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Darwin Correspondence Project

To J. D. Hooker   4 October [1872]

Down, | Beckenham, Kent.

Oct. 4th

My dear Hooker

George1 will take up to London tomorrow morning & despatch by Rail the 2 Droseras. D. filiformis after being in very good health has suddenly failed. Perhaps it dies down in winter. D. Capensis has improved wonderfully, & now seems to require more warmth than a cool greenhouse.—2

I return also by Book-Post, the curious Kerguelen book, which Leonard & I have both read.3 Leonard has heard nothing as yet about his expedition.4 Drosera has almost been the death of me: indeed all work of all sorts now-a-days half kills me, but idleness kills me still more cruelly. But rest, my head must have; so that we have taken a house for 3 weeks near Sevenoaks, & are off early tomorrow morning.5

I hope the world goes on smoothly with you, & that the accursed man does not give you any more trouble.—6

Ever yours affectly | C. Darwin

Footnotes

George Howard Darwin.
CD had obtained the specimens of Drosera filiformis (the threadleaf sundew, a native of North America) and D. capensis (the Cape sundew, a native to the Cape in South Africa) for his experimental work on insectivorous plants. Drosera filiformis dies back during winter. He resumed his work on Drosera in August 1872 after a break (see ‘Journal’ (Appendix II) and letter from W. W. Baxter, [after 23 August 1872?], n. 1). For more on his recent experiments with D. filiformis, see letter to Asa Gray, 22 October 1872.
Hooker mentioned John Nunn’s Narrative of the wreck of the ‘Favorite’ on the island of Desolation (Nunn 1850) in a letter to CD of 20 January 1867 (Correspondence vol. 15). Desolation or Kerguelen Island (which is in fact an archipelago) is now part of French territory.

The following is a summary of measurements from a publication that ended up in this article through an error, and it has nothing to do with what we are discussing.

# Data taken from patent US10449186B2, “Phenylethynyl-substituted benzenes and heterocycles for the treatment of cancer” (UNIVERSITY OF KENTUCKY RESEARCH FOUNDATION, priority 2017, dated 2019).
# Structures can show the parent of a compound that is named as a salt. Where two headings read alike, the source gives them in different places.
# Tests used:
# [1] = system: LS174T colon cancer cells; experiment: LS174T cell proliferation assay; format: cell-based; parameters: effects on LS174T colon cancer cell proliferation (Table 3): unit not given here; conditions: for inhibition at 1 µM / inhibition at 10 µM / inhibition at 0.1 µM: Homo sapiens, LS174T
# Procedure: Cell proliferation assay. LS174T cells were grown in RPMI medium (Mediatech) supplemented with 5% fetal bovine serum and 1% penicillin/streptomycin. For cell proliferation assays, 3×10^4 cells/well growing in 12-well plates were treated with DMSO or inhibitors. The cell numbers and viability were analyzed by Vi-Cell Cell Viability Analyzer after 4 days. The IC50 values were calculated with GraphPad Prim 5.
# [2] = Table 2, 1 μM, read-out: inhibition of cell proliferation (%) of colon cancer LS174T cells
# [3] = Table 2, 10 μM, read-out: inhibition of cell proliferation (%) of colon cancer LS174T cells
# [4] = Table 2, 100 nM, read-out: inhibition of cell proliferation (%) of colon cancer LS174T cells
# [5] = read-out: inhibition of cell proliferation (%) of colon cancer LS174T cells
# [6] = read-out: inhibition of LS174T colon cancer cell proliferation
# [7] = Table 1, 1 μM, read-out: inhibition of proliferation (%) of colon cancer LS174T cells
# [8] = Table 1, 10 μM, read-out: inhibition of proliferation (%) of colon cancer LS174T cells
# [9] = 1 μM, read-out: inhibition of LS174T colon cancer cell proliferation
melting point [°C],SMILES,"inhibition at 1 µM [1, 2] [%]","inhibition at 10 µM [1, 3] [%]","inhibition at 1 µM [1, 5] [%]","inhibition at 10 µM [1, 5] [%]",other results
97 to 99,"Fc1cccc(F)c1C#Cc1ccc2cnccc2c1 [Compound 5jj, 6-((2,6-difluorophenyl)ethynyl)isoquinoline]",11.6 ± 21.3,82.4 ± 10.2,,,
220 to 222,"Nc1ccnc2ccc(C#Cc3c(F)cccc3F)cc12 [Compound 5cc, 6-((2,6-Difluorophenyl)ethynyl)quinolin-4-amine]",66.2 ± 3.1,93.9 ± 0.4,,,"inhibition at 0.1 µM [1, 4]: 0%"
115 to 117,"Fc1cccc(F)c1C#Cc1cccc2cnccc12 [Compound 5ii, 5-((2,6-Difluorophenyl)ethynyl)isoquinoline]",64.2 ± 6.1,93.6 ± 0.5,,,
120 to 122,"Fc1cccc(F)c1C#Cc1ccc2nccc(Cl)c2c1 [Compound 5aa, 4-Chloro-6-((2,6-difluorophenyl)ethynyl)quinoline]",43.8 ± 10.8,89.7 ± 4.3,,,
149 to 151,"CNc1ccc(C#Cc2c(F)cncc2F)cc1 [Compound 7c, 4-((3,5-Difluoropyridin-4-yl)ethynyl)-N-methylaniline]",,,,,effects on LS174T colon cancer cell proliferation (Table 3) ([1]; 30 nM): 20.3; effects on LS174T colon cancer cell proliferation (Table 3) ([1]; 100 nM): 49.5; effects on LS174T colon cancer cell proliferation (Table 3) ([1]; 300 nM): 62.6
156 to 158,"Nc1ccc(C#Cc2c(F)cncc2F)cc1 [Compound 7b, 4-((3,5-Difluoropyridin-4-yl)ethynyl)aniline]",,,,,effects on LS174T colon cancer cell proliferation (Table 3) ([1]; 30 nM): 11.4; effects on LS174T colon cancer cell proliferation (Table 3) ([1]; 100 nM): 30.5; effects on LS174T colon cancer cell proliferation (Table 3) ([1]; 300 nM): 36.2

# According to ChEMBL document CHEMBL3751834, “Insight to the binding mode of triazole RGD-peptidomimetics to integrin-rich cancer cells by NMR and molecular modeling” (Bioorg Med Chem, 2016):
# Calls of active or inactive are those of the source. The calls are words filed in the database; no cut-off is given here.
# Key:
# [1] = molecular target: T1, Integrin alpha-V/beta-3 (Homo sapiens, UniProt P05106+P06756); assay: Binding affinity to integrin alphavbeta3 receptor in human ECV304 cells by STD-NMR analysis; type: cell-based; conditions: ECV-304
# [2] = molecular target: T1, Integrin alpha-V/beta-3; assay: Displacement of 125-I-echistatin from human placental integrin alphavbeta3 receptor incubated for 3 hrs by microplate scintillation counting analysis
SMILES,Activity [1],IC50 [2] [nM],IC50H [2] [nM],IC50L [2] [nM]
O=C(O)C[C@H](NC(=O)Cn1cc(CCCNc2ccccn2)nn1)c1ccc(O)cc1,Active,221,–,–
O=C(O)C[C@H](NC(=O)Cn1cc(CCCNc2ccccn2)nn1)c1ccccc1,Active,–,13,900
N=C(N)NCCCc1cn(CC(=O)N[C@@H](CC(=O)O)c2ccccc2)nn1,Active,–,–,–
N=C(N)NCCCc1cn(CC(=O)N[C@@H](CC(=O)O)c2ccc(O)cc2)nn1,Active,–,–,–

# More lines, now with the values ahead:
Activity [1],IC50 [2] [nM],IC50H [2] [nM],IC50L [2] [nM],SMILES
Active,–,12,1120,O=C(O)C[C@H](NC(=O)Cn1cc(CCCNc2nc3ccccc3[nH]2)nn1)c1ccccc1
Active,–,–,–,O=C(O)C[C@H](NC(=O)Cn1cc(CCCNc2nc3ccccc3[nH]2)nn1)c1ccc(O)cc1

Leonard Darwin had applied to be one of the observers of the transit of Venus (see letter to Hubert Airy, 24 August [1872] and n. 1).
CD stayed at Miss Ann Woodington’s, the Common, Sevenoaks, from 5 to 26 October 1872 (see ‘Journal’ (Appendix II) and letter to J. D. Hooker, 10 October [1872]).
For Hooker’s ongoing dispute with Acton Smee Ayrton, see the letter from J. D. Hooker, 1 January 1872 and n. 1.

Bibliography

Correspondence: The correspondence of Charles Darwin. Edited by Frederick Burkhardt et al. 27 vols to date. Cambridge: Cambridge University Press. 1985–.

Nunn, John. 1850. Narrative of the wreck of the ‘Favorite’ on the island of Desolation: detailing the adventures, sufferings, and privations of John Nunn. Edited by W. B. Clarke. London: William Edward Painter.

Summary

Is sending Drosera back

and "the curious Kerguelen book".

"Drosera has almost been the death of me."

Hopes the accursed man [Ayrton] does not give JDH any more trouble.

Letter details

Letter no.
DCP-LETT-8542
From
Charles Robert Darwin
To
Joseph Dalton Hooker
Sent from
Down
Source of text
DAR 94: 229–30
Physical description
3pp

Please cite as

Darwin Correspondence Project, “Letter no. 8542,” accessed on 3 August 2020, https://www.darwinproject.ac.uk/letter/DCP-LETT-8542.xml

Also published in The Correspondence of Charles Darwin, vol. 20

letter